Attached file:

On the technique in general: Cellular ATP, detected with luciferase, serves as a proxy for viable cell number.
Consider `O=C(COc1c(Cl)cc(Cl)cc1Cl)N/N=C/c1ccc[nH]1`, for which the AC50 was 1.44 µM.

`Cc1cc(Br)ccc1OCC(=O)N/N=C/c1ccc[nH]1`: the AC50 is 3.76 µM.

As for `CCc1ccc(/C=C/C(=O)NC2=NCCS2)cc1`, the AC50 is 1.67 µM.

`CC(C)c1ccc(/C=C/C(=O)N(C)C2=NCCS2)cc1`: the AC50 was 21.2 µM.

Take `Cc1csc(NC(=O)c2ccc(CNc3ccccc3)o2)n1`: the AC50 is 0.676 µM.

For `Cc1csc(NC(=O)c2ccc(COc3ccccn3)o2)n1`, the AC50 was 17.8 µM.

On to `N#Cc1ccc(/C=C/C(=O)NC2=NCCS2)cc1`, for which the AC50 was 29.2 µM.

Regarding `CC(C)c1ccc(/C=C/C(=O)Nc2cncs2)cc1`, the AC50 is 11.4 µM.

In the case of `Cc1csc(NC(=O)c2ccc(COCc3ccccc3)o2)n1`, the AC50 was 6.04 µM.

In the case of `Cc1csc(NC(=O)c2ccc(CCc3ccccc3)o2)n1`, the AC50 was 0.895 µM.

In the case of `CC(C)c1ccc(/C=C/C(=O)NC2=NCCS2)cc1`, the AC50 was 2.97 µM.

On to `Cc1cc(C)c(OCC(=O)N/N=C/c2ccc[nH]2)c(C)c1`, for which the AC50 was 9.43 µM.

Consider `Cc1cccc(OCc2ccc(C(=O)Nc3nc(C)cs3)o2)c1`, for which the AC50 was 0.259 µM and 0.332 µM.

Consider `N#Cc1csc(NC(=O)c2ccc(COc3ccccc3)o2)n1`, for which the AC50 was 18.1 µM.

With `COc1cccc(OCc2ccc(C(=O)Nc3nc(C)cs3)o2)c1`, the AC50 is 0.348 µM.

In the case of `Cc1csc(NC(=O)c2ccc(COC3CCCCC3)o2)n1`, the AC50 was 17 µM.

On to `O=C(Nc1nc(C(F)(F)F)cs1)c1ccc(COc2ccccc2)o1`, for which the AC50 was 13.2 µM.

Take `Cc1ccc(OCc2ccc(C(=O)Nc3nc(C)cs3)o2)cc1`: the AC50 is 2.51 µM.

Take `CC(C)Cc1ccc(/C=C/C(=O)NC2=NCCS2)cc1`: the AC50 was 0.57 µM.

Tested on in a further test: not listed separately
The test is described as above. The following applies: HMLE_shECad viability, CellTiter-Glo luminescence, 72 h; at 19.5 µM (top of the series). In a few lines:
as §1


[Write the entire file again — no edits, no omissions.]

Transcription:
On the technique in general: Cellular ATP, detected with luciferase, serves as a proxy for viable cell number.
Consider `O=C(COc1c(Cl)cc(Cl)cc1Cl)N/N=C/c1ccc[nH]1`, for which the AC50 was 1.44 µM.

`Cc1cc(Br)ccc1OCC(=O)N/N=C/c1ccc[nH]1`: the AC50 is 3.76 µM.

As for `CCc1ccc(/C=C/C(=O)NC2=NCCS2)cc1`, the AC50 is 1.67 µM.

`CC(C)c1ccc(/C=C/C(=O)N(C)C2=NCCS2)cc1`: the AC50 was 21.2 µM.

Take `Cc1csc(NC(=O)c2ccc(CNc3ccccc3)o2)n1`: the AC50 is 0.676 µM.

For `Cc1csc(NC(=O)c2ccc(COc3ccccn3)o2)n1`, the AC50 was 17.8 µM.

On to `N#Cc1ccc(/C=C/C(=O)NC2=NCCS2)cc1`, for which the AC50 was 29.2 µM.

Regarding `CC(C)c1ccc(/C=C/C(=O)Nc2cncs2)cc1`, the AC50 is 11.4 µM.

In the case of `Cc1csc(NC(=O)c2ccc(COCc3ccccc3)o2)n1`, the AC50 was 6.04 µM.

In the case of `Cc1csc(NC(=O)c2ccc(CCc3ccccc3)o2)n1`, the AC50 was 0.895 µM.

In the case of `CC(C)c1ccc(/C=C/C(=O)NC2=NCCS2)cc1`, the AC50 was 2.97 µM.

On to `Cc1cc(C)c(OCC(=O)N/N=C/c2ccc[nH]2)c(C)c1`, for which the AC50 was 9.43 µM.

Consider `Cc1cccc(OCc2ccc(C(=O)Nc3nc(C)cs3)o2)c1`, for which the AC50 was 0.259 µM and 0.332 µM.

Consider `N#Cc1csc(NC(=O)c2ccc(COc3ccccc3)o2)n1`, for which the AC50 was 18.1 µM.

With `COc1cccc(OCc2ccc(C(=O)Nc3nc(C)cs3)o2)c1`, the AC50 is 0.348 µM.

In the case of `Cc1csc(NC(=O)c2ccc(COC3CCCCC3)o2)n1`, the AC50 was 17 µM.

On to `O=C(Nc1nc(C(F)(F)F)cs1)c1ccc(COc2ccccc2)o1`, for which the AC50 was 13.2 µM.

Take `Cc1ccc(OCc2ccc(C(=O)Nc3nc(C)cs3)o2)cc1`: the AC50 is 2.51 µM.

Take `CC(C)Cc1ccc(/C=C/C(=O)NC2=NCCS2)cc1`: the AC50 was 0.57 µM.

Tested on in a further test: not listed separately
The test is described as above. The following applies: HMLE_shECad viability, CellTiter-Glo luminescence, 72 h; at 19.5 µM (top of the series). In a few lines:
as §1